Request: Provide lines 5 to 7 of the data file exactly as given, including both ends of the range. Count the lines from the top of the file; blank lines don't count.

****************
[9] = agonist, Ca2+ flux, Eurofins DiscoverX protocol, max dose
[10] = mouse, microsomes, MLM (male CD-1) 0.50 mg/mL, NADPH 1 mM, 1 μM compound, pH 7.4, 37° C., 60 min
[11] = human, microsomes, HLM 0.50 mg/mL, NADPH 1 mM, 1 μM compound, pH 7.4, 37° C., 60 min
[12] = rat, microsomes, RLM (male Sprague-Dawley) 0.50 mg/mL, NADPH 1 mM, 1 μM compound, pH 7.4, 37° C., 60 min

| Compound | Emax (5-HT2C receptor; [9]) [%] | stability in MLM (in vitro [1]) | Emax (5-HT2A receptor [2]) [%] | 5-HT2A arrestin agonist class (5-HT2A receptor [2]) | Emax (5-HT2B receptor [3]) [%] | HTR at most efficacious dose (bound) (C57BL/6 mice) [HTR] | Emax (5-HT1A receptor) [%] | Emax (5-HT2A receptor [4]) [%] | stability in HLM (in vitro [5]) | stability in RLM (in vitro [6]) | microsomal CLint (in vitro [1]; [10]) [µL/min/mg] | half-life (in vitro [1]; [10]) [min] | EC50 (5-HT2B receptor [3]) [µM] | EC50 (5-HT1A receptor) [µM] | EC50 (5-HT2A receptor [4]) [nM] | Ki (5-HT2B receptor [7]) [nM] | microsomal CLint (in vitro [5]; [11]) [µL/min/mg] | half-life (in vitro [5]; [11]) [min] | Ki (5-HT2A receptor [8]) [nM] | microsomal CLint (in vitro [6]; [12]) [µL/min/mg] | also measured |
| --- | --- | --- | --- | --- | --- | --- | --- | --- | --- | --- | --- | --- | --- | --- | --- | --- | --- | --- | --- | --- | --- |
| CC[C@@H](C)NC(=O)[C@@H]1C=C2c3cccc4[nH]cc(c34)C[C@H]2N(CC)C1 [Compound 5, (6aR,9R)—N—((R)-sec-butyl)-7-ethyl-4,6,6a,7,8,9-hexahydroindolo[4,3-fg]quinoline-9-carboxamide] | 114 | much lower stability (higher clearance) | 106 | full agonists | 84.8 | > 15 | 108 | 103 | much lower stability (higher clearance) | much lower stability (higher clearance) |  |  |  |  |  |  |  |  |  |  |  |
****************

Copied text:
| Compound | Emax (5-HT2C receptor; [9]) [%] | stability in MLM (in vitro [1]) | Emax (5-HT2A receptor [2]) [%] | 5-HT2A arrestin agonist class (5-HT2A receptor [2]) | Emax (5-HT2B receptor [3]) [%] | HTR at most efficacious dose (bound) (C57BL/6 mice) [HTR] | Emax (5-HT1A receptor) [%] | Emax (5-HT2A receptor [4]) [%] | stability in HLM (in vitro [5]) | stability in RLM (in vitro [6]) | microsomal CLint (in vitro [1]; [10]) [µL/min/mg] | half-life (in vitro [1]; [10]) [min] | EC50 (5-HT2B receptor [3]) [µM] | EC50 (5-HT1A receptor) [µM] | EC50 (5-HT2A receptor [4]) [nM] | Ki (5-HT2B receptor [7]) [nM] | microsomal CLint (in vitro [5]; [11]) [µL/min/mg] | half-life (in vitro [5]; [11]) [min] | Ki (5-HT2A receptor [8]) [nM] | microsomal CLint (in vitro [6]; [12]) [µL/min/mg] | also measured |
| --- | --- | --- | --- | --- | --- | --- | --- | --- | --- | --- | --- | --- | --- | --- | --- | --- | --- | --- | --- | --- | --- |
| CC[C@@H](C)NC(=O)[C@@H]1C=C2c3cccc4[nH]cc(c34)C[C@H]2N(CC)C1 [Compound 5, (6aR,9R)—N—((R)-sec-butyl)-7-ethyl-4,6,6a,7,8,9-hexahydroindolo[4,3-fg]quinoline-9-carboxamide] | 114 | much lower stability (higher clearance) | 106 | full agonists | 84.8 | > 15 | 108 | 103 | much lower stability (higher clearance) | much lower stability (higher clearance) |  |  |  |  |  |  |  |  |  |  |  |